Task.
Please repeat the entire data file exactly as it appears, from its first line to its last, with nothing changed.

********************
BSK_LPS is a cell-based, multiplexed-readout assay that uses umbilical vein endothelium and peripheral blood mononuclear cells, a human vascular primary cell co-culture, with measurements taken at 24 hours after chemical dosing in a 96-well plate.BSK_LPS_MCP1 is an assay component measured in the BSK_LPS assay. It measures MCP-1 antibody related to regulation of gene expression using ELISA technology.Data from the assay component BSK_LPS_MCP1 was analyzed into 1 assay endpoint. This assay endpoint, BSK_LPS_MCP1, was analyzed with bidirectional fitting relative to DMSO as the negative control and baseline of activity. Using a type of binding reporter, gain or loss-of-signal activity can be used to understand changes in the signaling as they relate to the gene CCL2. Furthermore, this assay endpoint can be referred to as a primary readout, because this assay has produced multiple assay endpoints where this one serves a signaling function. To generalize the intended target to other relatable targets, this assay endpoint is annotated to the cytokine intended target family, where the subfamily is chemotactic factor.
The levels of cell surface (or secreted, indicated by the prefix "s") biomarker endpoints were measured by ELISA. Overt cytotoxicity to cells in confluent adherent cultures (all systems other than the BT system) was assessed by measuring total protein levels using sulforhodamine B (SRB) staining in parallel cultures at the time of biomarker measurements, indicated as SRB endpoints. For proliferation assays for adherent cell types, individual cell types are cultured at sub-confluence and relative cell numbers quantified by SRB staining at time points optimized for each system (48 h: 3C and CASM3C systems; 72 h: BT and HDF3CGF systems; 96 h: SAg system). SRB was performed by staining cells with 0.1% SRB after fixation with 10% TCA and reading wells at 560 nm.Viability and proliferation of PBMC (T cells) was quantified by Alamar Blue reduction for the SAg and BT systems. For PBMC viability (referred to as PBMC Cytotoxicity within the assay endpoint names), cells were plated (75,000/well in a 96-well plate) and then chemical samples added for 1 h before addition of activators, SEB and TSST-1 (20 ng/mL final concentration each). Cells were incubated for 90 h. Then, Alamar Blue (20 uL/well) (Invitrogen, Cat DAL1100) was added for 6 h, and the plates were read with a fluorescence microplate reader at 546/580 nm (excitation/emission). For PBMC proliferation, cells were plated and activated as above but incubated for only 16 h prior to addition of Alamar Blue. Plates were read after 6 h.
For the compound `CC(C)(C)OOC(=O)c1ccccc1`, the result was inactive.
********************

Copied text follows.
BSK_LPS is a cell-based, multiplexed-readout assay that uses umbilical vein endothelium and peripheral blood mononuclear cells, a human vascular primary cell co-culture, with measurements taken at 24 hours after chemical dosing in a 96-well plate.BSK_LPS_MCP1 is an assay component measured in the BSK_LPS assay. It measures MCP-1 antibody related to regulation of gene expression using ELISA technology.Data from the assay component BSK_LPS_MCP1 was analyzed into 1 assay endpoint. This assay endpoint, BSK_LPS_MCP1, was analyzed with bidirectional fitting relative to DMSO as the negative control and baseline of activity. Using a type of binding reporter, gain or loss-of-signal activity can be used to understand changes in the signaling as they relate to the gene CCL2. Furthermore, this assay endpoint can be referred to as a primary readout, because this assay has produced multiple assay endpoints where this one serves a signaling function. To generalize the intended target to other relatable targets, this assay endpoint is annotated to the cytokine intended target family, where the subfamily is chemotactic factor.
The levels of cell surface (or secreted, indicated by the prefix "s") biomarker endpoints were measured by ELISA. Overt cytotoxicity to cells in confluent adherent cultures (all systems other than the BT system) was assessed by measuring total protein levels using sulforhodamine B (SRB) staining in parallel cultures at the time of biomarker measurements, indicated as SRB endpoints. For proliferation assays for adherent cell types, individual cell types are cultured at sub-confluence and relative cell numbers quantified by SRB staining at time points optimized for each system (48 h: 3C and CASM3C systems; 72 h: BT and HDF3CGF systems; 96 h: SAg system). SRB was performed by staining cells with 0.1% SRB after fixation with 10% TCA and reading wells at 560 nm.Viability and proliferation of PBMC (T cells) was quantified by Alamar Blue reduction for the SAg and BT systems. For PBMC viability (referred to as PBMC Cytotoxicity within the assay endpoint names), cells were plated (75,000/well in a 96-well plate) and then chemical samples added for 1 h before addition of activators, SEB and TSST-1 (20 ng/mL final concentration each). Cells were incubated for 90 h. Then, Alamar Blue (20 uL/well) (Invitrogen, Cat DAL1100) was added for 6 h, and the plates were read with a fluorescence microplate reader at 546/580 nm (excitation/emission). For PBMC proliferation, cells were plated and activated as above but incubated for only 16 h prior to addition of Alamar Blue. Plates were read after 6 h.
For the compound `CC(C)(C)OOC(=O)c1ccccc1`, the result was inactive.